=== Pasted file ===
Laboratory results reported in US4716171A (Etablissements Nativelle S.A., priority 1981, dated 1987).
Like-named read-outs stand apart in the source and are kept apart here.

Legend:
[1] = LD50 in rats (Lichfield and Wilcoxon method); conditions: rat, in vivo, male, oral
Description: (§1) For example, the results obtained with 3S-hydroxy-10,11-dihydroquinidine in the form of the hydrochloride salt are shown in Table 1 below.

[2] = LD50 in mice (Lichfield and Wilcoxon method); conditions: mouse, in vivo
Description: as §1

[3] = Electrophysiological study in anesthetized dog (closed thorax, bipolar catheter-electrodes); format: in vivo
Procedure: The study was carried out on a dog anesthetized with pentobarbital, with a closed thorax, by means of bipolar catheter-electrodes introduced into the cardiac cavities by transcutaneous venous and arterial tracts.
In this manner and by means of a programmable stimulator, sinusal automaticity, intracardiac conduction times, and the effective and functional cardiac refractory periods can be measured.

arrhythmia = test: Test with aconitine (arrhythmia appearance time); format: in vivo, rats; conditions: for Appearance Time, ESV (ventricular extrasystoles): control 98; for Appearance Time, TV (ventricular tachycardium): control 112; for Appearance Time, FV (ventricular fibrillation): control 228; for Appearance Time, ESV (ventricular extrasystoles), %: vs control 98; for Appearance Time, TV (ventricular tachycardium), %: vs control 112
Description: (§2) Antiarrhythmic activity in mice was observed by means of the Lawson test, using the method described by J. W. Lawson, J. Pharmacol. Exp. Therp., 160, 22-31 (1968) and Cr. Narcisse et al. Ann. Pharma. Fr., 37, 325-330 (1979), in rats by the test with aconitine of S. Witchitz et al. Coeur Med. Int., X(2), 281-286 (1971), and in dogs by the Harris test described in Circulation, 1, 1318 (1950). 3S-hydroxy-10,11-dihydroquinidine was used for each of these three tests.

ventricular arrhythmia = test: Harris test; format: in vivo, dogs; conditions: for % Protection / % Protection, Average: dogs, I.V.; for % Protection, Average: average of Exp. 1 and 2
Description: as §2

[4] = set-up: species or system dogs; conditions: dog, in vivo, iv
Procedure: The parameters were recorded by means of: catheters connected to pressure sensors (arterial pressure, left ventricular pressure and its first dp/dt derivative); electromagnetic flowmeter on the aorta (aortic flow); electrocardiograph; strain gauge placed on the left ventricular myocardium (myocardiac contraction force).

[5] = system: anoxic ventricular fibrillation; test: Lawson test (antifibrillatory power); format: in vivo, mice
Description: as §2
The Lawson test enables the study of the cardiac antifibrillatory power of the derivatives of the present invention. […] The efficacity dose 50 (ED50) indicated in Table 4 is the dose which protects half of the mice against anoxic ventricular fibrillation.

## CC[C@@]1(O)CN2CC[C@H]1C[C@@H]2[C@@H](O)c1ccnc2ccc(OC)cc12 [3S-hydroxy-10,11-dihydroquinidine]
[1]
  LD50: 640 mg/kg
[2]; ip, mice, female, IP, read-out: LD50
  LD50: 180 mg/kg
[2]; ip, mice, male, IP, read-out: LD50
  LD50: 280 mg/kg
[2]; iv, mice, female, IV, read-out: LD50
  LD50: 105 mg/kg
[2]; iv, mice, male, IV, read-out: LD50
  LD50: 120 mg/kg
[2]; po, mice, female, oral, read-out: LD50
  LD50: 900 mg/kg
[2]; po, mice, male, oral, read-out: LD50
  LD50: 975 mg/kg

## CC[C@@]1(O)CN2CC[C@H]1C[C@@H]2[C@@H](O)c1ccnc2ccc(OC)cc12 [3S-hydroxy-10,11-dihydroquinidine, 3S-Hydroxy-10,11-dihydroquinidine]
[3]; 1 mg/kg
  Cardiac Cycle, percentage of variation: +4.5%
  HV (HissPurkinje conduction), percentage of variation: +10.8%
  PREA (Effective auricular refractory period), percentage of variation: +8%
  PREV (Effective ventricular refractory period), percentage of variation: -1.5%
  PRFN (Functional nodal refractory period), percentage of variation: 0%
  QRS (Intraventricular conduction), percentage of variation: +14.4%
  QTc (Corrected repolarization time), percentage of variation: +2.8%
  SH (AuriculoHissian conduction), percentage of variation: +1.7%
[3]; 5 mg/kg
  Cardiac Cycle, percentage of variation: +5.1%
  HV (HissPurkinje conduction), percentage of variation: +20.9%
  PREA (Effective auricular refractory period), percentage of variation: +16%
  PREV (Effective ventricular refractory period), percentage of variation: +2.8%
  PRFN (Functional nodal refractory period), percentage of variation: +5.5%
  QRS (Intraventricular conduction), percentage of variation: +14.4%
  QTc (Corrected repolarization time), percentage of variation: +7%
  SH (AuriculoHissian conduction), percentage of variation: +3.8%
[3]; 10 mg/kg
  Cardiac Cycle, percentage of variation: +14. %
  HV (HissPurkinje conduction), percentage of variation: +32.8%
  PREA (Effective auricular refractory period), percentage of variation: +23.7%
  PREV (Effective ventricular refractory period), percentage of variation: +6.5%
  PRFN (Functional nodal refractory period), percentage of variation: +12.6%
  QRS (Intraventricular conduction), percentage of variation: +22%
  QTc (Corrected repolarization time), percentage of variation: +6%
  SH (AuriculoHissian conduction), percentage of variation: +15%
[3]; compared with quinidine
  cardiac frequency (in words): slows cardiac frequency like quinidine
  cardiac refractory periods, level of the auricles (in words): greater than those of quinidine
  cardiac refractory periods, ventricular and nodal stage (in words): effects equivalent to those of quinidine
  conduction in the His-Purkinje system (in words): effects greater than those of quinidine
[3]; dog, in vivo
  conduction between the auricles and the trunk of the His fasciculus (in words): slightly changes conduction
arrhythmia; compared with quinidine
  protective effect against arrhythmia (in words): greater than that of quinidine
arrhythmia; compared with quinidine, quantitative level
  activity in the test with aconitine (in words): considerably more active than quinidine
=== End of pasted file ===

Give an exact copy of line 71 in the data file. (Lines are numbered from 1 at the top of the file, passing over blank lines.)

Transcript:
  protective effect against arrhythmia (in words): greater than that of quinidine